Project Beauty Expo’s Brittany Brown is making it easier for the people to connect with the brands they need!
Imagine going to the store to find that perfect beauty product. As a beauty junky, you are always curious about new products and the claims they offer. They fail! You know you picked the right item. You read reviews from similar people. What went wrong? Did you ever stop to consider that the company did not have you in mind? Disappointment sets in and you feel as if your beauty needs will go wayward. But alas, someone knows the struggle and has created a solution that can ensure that you will glow beautifully with confidence. Her name is Brittany Brown. To alleviate the stress involved with getting beauty items tailored to people of color, she has created Project Beauty Expo. This event is truly here to save the day and Brittany is speaking with Kontrol about it.
Start To Good Skin
Before Brittany Brown ever thought about creating an event centered around skincare and wellness, she was an entrepreneur. In 2013, Brown started making the transition into a more natural approach to her skin care. Eventually, friends and even strangers on the street started complimenting her on the quality of her skin. To increase her knowledge of skin, she decided to go to school to become an aesthetician.
Brown wanted to make sure that people had quality skin with quality skincare, thus the launch of her very own line Monee Cosmetics. Seeing brands such as Shea Moisture and Carol’s Daughter become growing brands while still being independent, at that time, let her know that there was a future. As people started to fall in love with the products, she knew it was time to grow.
As any new entrepreneur would do, Brown took opportunities for growth seriously and was willing to try to get Monee Cosmetics into as many hands as possible. One day, someone suggested that she attend a large trade show in Orlando, Fl. The price to register was over $2000. She registered and took her brand south for new eyes to see her skincare. The experience was new and very jarring. The excitement of going to that large trade show in 2014 was soon gone when she realized that there were not a lot of indie brands and not a lot of brands for women/people of color. Despite that unpleasant situation, Brown was determined to help others get good skin with Monee Cosmetics. With the help of her family and friends, she decided to give the show/festival circuit one more try. Sadly, she once again noticed the lack of brands for women/people of color present in a Washington, D.C. pop-up shop. Plus, it seemed as if the attendees were not too welcoming. At this point, Brittany Brown knew that there was a problem and she was going to work on being a solution.
Using her experiences as a small independent brand, she knew that other women/people of color may have the same feelings when it came to trying to start, expand and step into new spaces, such as pop-ups and trade shows. To solve the lack of representation, Brown decided to start Project Beauty Expo. The Project Beauty Expo is currently in its third year and it gives the people just what they need. With her encounters at the trade show market, she is able to get view of someone that attends and as someone that is a vendor.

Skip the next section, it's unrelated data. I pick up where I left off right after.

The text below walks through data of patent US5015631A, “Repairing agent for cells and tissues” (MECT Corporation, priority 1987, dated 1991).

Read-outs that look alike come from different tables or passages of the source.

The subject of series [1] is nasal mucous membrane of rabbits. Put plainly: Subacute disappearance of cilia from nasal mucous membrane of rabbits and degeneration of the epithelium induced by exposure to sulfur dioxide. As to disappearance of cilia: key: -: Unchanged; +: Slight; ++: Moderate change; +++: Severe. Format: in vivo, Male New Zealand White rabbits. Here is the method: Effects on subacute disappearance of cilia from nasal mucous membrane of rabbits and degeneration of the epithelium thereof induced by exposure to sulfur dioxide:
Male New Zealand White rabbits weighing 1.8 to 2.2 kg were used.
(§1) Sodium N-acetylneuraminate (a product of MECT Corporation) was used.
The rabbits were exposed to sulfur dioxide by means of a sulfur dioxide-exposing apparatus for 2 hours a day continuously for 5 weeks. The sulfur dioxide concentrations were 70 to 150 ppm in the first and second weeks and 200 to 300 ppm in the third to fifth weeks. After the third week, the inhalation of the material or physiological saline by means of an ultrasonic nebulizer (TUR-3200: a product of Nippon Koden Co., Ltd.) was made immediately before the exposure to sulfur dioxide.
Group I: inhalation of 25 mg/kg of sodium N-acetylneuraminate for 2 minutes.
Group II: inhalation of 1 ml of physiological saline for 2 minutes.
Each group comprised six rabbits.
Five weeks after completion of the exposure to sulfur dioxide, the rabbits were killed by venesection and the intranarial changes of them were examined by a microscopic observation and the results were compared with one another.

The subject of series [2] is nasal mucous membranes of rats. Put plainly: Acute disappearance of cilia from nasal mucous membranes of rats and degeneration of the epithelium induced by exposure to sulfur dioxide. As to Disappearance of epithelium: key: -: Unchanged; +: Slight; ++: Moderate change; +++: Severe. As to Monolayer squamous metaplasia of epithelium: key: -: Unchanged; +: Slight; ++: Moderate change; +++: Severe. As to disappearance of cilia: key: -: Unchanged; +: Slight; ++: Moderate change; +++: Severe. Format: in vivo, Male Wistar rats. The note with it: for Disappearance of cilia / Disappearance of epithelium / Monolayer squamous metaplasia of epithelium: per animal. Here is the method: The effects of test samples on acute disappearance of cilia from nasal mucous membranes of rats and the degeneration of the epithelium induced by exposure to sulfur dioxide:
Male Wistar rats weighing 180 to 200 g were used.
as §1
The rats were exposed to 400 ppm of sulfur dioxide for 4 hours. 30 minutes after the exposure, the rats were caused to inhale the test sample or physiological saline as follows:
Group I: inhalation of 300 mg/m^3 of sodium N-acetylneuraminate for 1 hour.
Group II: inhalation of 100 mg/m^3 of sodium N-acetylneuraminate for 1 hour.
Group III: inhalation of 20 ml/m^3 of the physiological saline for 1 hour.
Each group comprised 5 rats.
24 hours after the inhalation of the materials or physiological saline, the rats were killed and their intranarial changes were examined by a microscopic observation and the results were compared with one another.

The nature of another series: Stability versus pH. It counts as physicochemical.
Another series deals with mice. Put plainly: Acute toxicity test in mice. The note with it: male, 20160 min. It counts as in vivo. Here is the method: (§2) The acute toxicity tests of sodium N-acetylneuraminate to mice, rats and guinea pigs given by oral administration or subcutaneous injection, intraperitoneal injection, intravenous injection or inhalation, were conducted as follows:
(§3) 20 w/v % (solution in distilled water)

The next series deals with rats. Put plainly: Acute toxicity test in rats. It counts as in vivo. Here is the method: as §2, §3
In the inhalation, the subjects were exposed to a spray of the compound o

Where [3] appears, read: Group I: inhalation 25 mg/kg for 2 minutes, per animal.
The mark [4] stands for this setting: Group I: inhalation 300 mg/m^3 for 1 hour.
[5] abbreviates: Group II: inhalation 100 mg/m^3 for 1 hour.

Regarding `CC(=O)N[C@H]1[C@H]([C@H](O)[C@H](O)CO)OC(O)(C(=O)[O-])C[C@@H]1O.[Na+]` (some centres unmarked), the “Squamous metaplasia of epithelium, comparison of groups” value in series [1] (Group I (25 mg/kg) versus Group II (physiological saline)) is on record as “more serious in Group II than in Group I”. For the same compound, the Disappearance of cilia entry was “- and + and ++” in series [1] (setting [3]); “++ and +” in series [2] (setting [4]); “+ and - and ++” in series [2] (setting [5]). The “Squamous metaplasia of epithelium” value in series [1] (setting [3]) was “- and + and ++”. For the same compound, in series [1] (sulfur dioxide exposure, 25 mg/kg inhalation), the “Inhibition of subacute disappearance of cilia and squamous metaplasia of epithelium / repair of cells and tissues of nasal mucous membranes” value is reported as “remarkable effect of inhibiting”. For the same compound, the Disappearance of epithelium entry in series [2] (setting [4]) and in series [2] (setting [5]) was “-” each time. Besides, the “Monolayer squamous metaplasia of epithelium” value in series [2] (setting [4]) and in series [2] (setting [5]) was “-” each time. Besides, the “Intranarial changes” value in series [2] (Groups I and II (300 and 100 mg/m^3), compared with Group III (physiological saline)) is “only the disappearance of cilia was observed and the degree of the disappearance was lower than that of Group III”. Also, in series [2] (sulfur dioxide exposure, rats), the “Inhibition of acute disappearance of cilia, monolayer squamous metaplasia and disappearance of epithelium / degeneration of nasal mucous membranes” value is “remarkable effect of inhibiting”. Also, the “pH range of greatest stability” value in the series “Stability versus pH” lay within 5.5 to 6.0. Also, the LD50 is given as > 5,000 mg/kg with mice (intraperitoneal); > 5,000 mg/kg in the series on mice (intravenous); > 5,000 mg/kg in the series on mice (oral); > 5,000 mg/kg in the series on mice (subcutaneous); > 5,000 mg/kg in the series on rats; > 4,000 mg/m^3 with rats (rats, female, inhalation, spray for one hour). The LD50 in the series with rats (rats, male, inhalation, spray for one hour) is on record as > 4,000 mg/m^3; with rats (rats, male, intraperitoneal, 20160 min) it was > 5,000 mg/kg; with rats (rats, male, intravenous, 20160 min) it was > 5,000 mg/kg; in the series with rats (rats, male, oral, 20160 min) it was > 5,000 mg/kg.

With respect to the perspective of the vendor, Brown knew that she did not want just simply fill a spot and take someone’s money. From her first experience, she knows the devastating feeling of just being a quota for registration fees. Brown also knows first-hand one of the most challenging parts of being an indie brand is the financial aspect. When the Brown started Monee Cosmetics, she did not have a road map and was self-funded, which was a unique learning experience for her.
From the outside looking in, being an attendee to an event can be thrilling. However, that feeling of glee can be equally fleeing when the brands present do not represent you or people that look like you.
The Project Beauty Expo’s goal was to fix the two previously mentioned issues and bring new brands to people in search of natural products for women/people of color. Brown only had six months to get everything together. One day someone reached out to help, but that meeting quickly soured when the person said that even they couldn’t help, given the magnitude of their persona. Disparaged, Brown thought the expo was a bad idea and was about to give up. Expressing her concerns to family and friends, she was encouraged to continue and push forward with her vision.
Successfully, the first Project Beauty Expo was completed. Four brands came and the people loved them, but they wanted more. The following year, 22 brands offered their products and services to the people that were looking for items specifically for women/people of color. Brown wants Project Beauty Expo to be a marketplace of discovery for health, wellness and beauty.
The true magic of Project Beauty Expo is the level of intimacy between the brands and the people. Too often brands lose touch of what the people need or want. The focus for PBE was never money but in the notion that brands and people need an organic connection. The event is two days. The first day is about vendor education. They get information about marketing and growth from a host of experienced panelist. The following day is for the attendees and for them, it’s all about the discovery of new brands and items. Day two is great for people in the midst of the transition into a more natural lifestyle.
Project Beauty Expo is on in its third year and it is adding even more vendors. Brown has expressed an interest in having more brands that cater to more people of color in the wellness side of PBE. Also, this year there will be the expansion into e-commerce for some of the lifestyle lovers out there. Brown’s goal for PBE is to just simply grow the brand, while still being able to connect to POC that look for items made with them in mind.